At the time of Pearl Harbor (1941), there were 110,000 people of Japanese descent who were immediately considered people to be feared, simply because of their ancestry. They were guilty by association. Just as many survivors of abuse are considered to be, despite the fact that the sole blame for the atrocities lies with the perpetrators.
We can gain insight into the importance of the voices of the innocent because one wise and caring woman, who was the librarian at the school where many of the children had been attending, before being abruptly shipped to internment camps. Her name was Clara Breed.
Clara went to the train station to see her students off. At the time of that sorrowful departure, she placed in their hands self-addressed, stamped post cards and urged them to keep in touch. The collection grew to 250 pieces of mail, many of them now available at http://www.janm.org/collections/clara-breed-collection/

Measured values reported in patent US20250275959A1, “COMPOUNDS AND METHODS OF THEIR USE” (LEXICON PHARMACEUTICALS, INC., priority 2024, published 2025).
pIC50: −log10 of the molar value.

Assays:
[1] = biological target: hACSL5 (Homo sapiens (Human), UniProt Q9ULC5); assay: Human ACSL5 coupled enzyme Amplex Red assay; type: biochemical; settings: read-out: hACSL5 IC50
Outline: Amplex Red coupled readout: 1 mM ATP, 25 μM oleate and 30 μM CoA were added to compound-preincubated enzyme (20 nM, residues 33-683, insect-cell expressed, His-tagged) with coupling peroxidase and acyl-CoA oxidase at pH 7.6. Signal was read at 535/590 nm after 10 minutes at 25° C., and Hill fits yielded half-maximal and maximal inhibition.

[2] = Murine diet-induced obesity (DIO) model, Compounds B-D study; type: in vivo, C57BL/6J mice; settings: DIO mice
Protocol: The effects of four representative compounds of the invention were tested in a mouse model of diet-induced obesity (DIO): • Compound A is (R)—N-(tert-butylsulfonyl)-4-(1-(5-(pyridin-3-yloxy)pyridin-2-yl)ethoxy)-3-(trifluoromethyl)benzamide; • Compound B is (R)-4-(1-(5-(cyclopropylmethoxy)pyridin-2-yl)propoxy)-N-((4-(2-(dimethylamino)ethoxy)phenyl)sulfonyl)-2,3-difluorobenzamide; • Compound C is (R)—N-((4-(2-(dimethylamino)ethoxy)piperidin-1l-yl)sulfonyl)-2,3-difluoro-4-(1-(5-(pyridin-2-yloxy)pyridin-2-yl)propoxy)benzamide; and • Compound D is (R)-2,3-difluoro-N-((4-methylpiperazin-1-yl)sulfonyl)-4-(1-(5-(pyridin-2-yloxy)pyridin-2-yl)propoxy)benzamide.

Over the next few days, I plan to be elaborating on this important work of Ms. Breed and her students.
All to show the power of the individual voice and the need for each of us to do all we can to encourage communication from people who, for whatever reason, have had their voices squelched from the view of the masses of people who are more privileged. At least, privileged because of greater power and wealth, which seems to be the way most of us define "privilege."